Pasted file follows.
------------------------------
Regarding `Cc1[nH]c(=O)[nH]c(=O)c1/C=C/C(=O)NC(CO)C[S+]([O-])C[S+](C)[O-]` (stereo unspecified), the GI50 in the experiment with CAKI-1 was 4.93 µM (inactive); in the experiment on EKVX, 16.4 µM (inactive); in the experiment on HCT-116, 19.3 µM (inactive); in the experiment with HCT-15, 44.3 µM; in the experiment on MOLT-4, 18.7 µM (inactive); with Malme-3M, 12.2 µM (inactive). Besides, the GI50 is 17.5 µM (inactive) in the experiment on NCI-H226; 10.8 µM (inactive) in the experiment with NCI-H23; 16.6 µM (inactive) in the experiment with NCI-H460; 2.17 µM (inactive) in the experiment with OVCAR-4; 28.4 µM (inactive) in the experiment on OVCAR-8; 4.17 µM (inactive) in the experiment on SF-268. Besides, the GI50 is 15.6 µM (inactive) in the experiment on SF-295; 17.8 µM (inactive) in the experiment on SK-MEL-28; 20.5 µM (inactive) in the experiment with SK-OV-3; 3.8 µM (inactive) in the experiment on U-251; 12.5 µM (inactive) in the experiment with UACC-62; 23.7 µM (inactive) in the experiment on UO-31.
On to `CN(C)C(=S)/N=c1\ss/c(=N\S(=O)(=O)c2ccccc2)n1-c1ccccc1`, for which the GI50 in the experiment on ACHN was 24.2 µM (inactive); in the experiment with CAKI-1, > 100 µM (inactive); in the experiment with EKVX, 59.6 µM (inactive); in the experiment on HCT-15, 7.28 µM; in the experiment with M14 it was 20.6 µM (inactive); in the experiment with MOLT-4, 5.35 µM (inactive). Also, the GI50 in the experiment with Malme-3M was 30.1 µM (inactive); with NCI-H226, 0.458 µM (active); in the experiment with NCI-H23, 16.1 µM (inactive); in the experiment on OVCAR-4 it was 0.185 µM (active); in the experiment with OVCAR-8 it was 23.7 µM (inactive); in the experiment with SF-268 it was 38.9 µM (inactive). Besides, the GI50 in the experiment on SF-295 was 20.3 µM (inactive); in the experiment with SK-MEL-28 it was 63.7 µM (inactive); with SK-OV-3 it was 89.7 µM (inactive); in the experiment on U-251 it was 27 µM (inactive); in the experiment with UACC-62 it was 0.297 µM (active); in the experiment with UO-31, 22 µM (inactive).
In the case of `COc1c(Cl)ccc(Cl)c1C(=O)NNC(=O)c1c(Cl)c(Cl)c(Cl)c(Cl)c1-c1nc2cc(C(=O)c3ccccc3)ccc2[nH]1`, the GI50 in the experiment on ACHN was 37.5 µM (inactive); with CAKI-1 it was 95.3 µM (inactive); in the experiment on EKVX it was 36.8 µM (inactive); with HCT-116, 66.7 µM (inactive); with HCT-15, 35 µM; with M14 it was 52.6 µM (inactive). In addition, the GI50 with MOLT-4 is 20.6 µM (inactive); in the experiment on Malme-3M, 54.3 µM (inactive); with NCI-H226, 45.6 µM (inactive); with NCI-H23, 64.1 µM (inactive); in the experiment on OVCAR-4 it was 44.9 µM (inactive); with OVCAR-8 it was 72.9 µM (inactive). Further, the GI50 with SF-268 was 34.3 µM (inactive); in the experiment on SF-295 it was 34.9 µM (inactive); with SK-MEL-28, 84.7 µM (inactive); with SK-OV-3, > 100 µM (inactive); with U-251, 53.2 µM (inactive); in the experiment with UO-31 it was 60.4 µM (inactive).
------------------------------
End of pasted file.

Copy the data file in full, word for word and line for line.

Regarding `Cc1[nH]c(=O)[nH]c(=O)c1/C=C/C(=O)NC(CO)C[S+]([O-])C[S+](C)[O-]` (stereo unspecified), the GI50 in the experiment with CAKI-1 was 4.93 µM (inactive); in the experiment on EKVX, 16.4 µM (inactive); in the experiment on HCT-116, 19.3 µM (inactive); in the experiment with HCT-15, 44.3 µM; in the experiment on MOLT-4, 18.7 µM (inactive); with Malme-3M, 12.2 µM (inactive). Besides, the GI50 is 17.5 µM (inactive) in the experiment on NCI-H226; 10.8 µM (inactive) in the experiment with NCI-H23; 16.6 µM (inactive) in the experiment with NCI-H460; 2.17 µM (inactive) in the experiment with OVCAR-4; 28.4 µM (inactive) in the experiment on OVCAR-8; 4.17 µM (inactive) in the experiment on SF-268. Besides, the GI50 is 15.6 µM (inactive) in the experiment on SF-295; 17.8 µM (inactive) in the experiment on SK-MEL-28; 20.5 µM (inactive) in the experiment with SK-OV-3; 3.8 µM (inactive) in the experiment on U-251; 12.5 µM (inactive) in the experiment with UACC-62; 23.7 µM (inactive) in the experiment on UO-31.
On to `CN(C)C(=S)/N=c1\ss/c(=N\S(=O)(=O)c2ccccc2)n1-c1ccccc1`, for which the GI50 in the experiment on ACHN was 24.2 µM (inactive); in the experiment with CAKI-1, > 100 µM (inactive); in the experiment with EKVX, 59.6 µM (inactive); in the experiment on HCT-15, 7.28 µM; in the experiment with M14 it was 20.6 µM (inactive); in the experiment with MOLT-4, 5.35 µM (inactive). Also, the GI50 in the experiment with Malme-3M was 30.1 µM (inactive); with NCI-H226, 0.458 µM (active); in the experiment with NCI-H23, 16.1 µM (inactive); in the experiment on OVCAR-4 it was 0.185 µM (active); in the experiment with OVCAR-8 it was 23.7 µM (inactive); in the experiment with SF-268 it was 38.9 µM (inactive). Besides, the GI50 in the experiment on SF-295 was 20.3 µM (inactive); in the experiment with SK-MEL-28 it was 63.7 µM (inactive); with SK-OV-3 it was 89.7 µM (inactive); in the experiment on U-251 it was 27 µM (inactive); in the experiment with UACC-62 it was 0.297 µM (active); in the experiment with UO-31, 22 µM (inactive).
In the case of `COc1c(Cl)ccc(Cl)c1C(=O)NNC(=O)c1c(Cl)c(Cl)c(Cl)c(Cl)c1-c1nc2cc(C(=O)c3ccccc3)ccc2[nH]1`, the GI50 in the experiment on ACHN was 37.5 µM (inactive); with CAKI-1 it was 95.3 µM (inactive); in the experiment on EKVX it was 36.8 µM (inactive); with HCT-116, 66.7 µM (inactive); with HCT-15, 35 µM; with M14 it was 52.6 µM (inactive). In addition, the GI50 with MOLT-4 is 20.6 µM (inactive); in the experiment on Malme-3M, 54.3 µM (inactive); with NCI-H226, 45.6 µM (inactive); with NCI-H23, 64.1 µM (inactive); in the experiment on OVCAR-4 it was 44.9 µM (inactive); with OVCAR-8 it was 72.9 µM (inactive). Further, the GI50 with SF-268 was 34.3 µM (inactive); in the experiment on SF-295 it was 34.9 µM (inactive); with SK-MEL-28, 84.7 µM (inactive); with SK-OV-3, > 100 µM (inactive); with U-251, 53.2 µM (inactive); in the experiment with UO-31 it was 60.4 µM (inactive).